Versailles is France’s 3rd most visited tourist site, just behind the Louvre and Eiffel Tower. The ranking is justly deserved, but the experience can be overwhelming, especially in the château itself. Visitors shuffle through humid halls, slowly plod up and down grand staircases, and create fierce clusters of photographers in historic rooms like the Queen’s Bedchamber. I occasionally longed to utilize Marie-Antoinette‘s secret door to escape the maddening crush for the fresh air and freedom of the gardens, but there were treasures to uncover that made the tour worth the crowds.
Chandeliers in the Hall of Mirrors evoke the grandeur of the French royal court in the 17th and 18th centuries
How to conquer the château without going completely crazy? My first piece of advice once inside is: look up. Take time to stop, find a decent place to stand not in a major flow of visitor traffic, and marvel at the Italian-influenced art adorning the ceilings, set off most prominently by the many chandeliers in the Hall of Mirrors. You’ll catch your breath and soak in pure beauty, and not have eyes on the tourist hordes surrounding you.
Richly painted scenes, marbled arches, and gold leaf detailing offset the crystal brilliance of the chandeliers
My second piece of advice to easily navigating the crowded château is slow down and watch visitor flow. There are ebbs and flows of when visitors enter each room, and usually simply slowing the pace down can allow the majority of tourists to experience the room, then step into a more private experience ahead of the next large crush of visitors. On an afternoon visit, I made the decision to head to the château last and tour the gardens leisurely first, so by time I headed inside, there were very few people entering.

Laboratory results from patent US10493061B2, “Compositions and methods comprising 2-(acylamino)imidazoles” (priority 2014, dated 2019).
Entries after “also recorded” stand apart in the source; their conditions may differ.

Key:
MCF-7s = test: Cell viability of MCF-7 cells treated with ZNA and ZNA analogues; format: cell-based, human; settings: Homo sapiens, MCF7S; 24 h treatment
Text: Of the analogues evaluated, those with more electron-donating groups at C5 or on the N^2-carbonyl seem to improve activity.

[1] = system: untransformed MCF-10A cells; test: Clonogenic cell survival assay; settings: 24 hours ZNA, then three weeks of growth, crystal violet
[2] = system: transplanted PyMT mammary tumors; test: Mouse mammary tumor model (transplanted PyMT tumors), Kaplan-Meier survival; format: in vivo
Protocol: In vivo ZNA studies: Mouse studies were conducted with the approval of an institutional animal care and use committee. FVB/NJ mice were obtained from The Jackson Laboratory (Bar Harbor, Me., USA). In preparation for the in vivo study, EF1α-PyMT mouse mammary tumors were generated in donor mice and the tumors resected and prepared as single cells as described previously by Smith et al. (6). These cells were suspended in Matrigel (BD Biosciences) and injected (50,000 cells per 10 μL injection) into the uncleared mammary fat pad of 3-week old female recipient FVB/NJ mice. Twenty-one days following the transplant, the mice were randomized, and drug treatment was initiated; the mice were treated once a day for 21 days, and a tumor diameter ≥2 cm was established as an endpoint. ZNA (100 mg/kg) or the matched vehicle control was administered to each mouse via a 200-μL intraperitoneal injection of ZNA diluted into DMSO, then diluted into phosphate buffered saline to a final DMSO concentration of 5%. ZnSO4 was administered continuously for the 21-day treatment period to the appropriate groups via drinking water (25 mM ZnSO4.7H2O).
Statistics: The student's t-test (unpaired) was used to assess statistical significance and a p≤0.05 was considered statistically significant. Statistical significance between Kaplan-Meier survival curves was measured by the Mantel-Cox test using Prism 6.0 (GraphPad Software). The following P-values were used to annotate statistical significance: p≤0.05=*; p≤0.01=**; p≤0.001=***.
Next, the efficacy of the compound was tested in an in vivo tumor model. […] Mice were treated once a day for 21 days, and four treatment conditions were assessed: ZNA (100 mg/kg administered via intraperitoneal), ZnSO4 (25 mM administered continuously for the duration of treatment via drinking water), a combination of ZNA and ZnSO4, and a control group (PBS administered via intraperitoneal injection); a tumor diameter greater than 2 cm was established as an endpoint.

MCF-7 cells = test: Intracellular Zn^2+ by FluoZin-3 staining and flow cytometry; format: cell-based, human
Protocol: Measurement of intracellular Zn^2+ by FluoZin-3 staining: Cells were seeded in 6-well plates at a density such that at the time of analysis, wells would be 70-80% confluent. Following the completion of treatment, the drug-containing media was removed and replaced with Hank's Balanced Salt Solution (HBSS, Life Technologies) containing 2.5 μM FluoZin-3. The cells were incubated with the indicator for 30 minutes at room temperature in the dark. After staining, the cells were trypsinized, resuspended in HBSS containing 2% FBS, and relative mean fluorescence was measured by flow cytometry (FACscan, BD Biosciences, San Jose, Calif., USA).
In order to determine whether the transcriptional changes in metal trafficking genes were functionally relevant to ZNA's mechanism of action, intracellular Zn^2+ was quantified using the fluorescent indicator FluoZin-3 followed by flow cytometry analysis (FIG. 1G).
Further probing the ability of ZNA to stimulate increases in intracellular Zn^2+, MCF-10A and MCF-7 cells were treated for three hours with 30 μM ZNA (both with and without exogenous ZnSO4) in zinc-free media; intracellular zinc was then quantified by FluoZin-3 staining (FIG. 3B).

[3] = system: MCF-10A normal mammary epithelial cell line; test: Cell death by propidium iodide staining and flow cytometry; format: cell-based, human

A chandelier shot from below. The Hall of Mirrors is one of Versailles’ most famous – and most crowded – attractions.
Another good rule of thumb: linger in areas fellow tourists seem to rush by. One of my most favorite quiet moments was in what I will dub the Hall of Statues. Far less ornate than the apartments of the kings and queens of France, the hall had a solemn, simple beauty and was remarkable for both the lack of people in it and the absence of tourists flocking to photograph it. I spent a good amount of time admiring how the statues of saints and royalty seemed illuminated from within.
A hall in Versailles featuring statues lit by sunlight and lanterns, and completely tourist free (besides me)
Finding a way to buy tickets in advance will be extremely helpful to your overall sanity check at Versailles. There are a few ways to do this: Versailles (except for the musical fountains on weekends) is covered in the Paris Museum Pass (my route), or you can buy them online in your home country or while in France, and print them out. And arriving early (around 8:30 – 8:45 to be first in line to let ticket holders in) or planning for a late afternoon (4 PM until 30 minutes before closing) visit will also help mitigate some of the worst crowds.
The magnificence of the château is matched and even exceeded by the beauty of the gardens of Versailles, especially on a day with clear skies.
All in all, take time to soak in the details of the château. The guides are extremely knowledgable resources, so if you have a keen interest in history, I would recommend a tour with a guide for interesting anecdotes and morsels of information the more straightforward audioguide may not include. The gardens and grounds were definitely more enjoyable for me, but I would not have wanted to miss the grand interiors of the Château de Versailles on my visit, and with a bit of strategy, the indoor experience can be manageable and even pleasurable.
To paraphrase Henry IV, the interiors of Versailles are well worth a mass of people, and smart planning can alleviate the overcrowding other visitors face.